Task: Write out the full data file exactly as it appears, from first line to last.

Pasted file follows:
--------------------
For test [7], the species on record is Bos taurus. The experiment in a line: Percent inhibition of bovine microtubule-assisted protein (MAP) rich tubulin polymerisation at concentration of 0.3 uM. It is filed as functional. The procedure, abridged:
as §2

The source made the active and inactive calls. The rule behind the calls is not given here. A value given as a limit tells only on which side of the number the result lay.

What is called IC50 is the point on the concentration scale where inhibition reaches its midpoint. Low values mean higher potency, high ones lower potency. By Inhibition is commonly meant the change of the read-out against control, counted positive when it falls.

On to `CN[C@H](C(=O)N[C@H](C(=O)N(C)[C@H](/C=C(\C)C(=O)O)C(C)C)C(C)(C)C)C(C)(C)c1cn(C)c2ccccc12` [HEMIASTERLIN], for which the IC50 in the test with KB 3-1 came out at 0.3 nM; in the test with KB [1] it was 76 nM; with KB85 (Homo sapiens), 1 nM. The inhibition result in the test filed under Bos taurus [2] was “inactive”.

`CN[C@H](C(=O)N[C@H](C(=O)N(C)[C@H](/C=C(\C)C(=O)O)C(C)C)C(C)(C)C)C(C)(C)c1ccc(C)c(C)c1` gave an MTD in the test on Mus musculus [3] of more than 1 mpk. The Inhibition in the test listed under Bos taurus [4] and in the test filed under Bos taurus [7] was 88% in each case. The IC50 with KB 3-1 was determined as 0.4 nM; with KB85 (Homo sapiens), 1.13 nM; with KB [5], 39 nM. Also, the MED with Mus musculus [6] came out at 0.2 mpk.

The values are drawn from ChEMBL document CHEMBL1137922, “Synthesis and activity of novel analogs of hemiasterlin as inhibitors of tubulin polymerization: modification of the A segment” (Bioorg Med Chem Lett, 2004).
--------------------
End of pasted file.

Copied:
For test [7], the species on record is Bos taurus. The experiment in a line: Percent inhibition of bovine microtubule-assisted protein (MAP) rich tubulin polymerisation at concentration of 0.3 uM. It is filed as functional. The procedure, abridged:
as §2

The source made the active and inactive calls. The rule behind the calls is not given here. A value given as a limit tells only on which side of the number the result lay.

What is called IC50 is the point on the concentration scale where inhibition reaches its midpoint. Low values mean higher potency, high ones lower potency. By Inhibition is commonly meant the change of the read-out against control, counted positive when it falls.

On to `CN[C@H](C(=O)N[C@H](C(=O)N(C)[C@H](/C=C(\C)C(=O)O)C(C)C)C(C)(C)C)C(C)(C)c1cn(C)c2ccccc12` [HEMIASTERLIN], for which the IC50 in the test with KB 3-1 came out at 0.3 nM; in the test with KB [1] it was 76 nM; with KB85 (Homo sapiens), 1 nM. The inhibition result in the test filed under Bos taurus [2] was “inactive”.

`CN[C@H](C(=O)N[C@H](C(=O)N(C)[C@H](/C=C(\C)C(=O)O)C(C)C)C(C)(C)C)C(C)(C)c1ccc(C)c(C)c1` gave an MTD in the test on Mus musculus [3] of more than 1 mpk. The Inhibition in the test listed under Bos taurus [4] and in the test filed under Bos taurus [7] was 88% in each case. The IC50 with KB 3-1 was determined as 0.4 nM; with KB85 (Homo sapiens), 1.13 nM; with KB [5], 39 nM. Also, the MED with Mus musculus [6] came out at 0.2 mpk.

The values are drawn from ChEMBL document CHEMBL1137922, “Synthesis and activity of novel analogs of hemiasterlin as inhibitors of tubulin polymerization: modification of the A segment” (Bioorg Med Chem Lett, 2004).